This is a long post so grab a snack! Day 7 is here if you need a catch-up.
Day 8 is the day we go to Inuvik! The plan was stay one night in Inuvik after Herschal Island, fly back to Dawson City and hit the road to Whitehorse, stay the night there, pick up the trailer first thing and then hit the road back home.
The airport parking lot in Dawson City is across the road from the airport. We were initially a little concerned about leaving our truck parked in such an open area full of most of our stuff, but we were assured by airport folks that it was perfectly safe.
The Dawson City airport is a very small airport, but has daily flights to Inuvik and Whitehorse. There is no security here so we checked in and had a seat. The airport is basically a counter and a small waiting room. I was looking around to see who all would be on the flight with us and there were only 2 other guys waiting. I noticed that one of the girls who was sitting at the counter when we checked in started walking into the bathrooms and yelling “Inuvik, flight for Inuvik is ready.” I notice the two other guys waiting had stood up and were following this girl. I had just enough time to tell husband, “looks like we’re boarding.” I grab my day pack and follow the small crowd.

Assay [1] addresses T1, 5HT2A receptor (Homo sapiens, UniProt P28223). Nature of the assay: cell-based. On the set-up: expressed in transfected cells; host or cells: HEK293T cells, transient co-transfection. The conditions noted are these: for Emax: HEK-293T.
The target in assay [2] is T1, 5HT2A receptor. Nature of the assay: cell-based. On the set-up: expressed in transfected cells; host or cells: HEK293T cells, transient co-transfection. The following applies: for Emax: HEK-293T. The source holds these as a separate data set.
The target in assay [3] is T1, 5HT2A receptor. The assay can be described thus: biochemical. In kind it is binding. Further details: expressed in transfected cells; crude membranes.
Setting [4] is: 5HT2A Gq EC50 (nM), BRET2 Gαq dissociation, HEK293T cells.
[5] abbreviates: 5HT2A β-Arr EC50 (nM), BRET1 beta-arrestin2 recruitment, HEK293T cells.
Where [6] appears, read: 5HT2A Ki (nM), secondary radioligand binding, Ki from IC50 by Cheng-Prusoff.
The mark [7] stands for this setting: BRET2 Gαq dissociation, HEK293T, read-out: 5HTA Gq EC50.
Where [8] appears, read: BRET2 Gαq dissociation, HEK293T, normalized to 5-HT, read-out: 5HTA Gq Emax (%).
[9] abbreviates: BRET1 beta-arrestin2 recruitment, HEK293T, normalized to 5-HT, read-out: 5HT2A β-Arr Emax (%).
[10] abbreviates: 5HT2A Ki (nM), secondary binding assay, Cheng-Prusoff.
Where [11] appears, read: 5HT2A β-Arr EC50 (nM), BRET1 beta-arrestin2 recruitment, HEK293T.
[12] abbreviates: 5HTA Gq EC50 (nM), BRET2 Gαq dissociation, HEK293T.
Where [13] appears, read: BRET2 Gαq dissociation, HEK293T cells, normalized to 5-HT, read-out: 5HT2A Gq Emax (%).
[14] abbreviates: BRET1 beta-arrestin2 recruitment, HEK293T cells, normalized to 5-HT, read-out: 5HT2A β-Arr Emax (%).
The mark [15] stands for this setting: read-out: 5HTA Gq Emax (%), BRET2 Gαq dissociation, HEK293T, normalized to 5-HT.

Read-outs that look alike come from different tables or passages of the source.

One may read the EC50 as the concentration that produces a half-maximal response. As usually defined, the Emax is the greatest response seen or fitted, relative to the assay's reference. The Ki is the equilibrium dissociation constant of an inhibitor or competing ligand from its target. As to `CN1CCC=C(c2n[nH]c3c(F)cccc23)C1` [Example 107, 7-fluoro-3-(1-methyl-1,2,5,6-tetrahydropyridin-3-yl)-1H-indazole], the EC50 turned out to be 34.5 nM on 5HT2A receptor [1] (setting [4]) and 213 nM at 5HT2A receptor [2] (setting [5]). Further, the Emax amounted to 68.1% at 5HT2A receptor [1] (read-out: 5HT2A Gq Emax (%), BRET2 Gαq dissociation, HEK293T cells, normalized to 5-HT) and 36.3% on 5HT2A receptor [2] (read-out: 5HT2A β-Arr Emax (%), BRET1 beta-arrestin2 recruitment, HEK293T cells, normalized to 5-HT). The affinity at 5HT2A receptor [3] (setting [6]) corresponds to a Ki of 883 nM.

We were quickly out the door which closed behind me. I look behind me and don’t see husband. I walk all the way to the plane, constantly looking behind me and still no husband. I decide I need to take matters into my own hands and walk all the way back to the airport building. I get back to the “airport” where there is a side door and I see the other check-in counter girl. I talk to her through the door and say, “my husband appears to have not heard that we’re departing.” She just glances at me and doesn’t acknowledge that she understands the need for him to get on this plane. I can see husband through this back door just standing in the airport looking lost so I yell through the back door, “Jay!! Lets go!!” Well, that gets everyone’s attention. He finally gets ushered out by the first girl and I’m politely told that she had things under control and I should’ve stayed at the plane. Good thing this was a small airport or I might have been in a bit more trouble.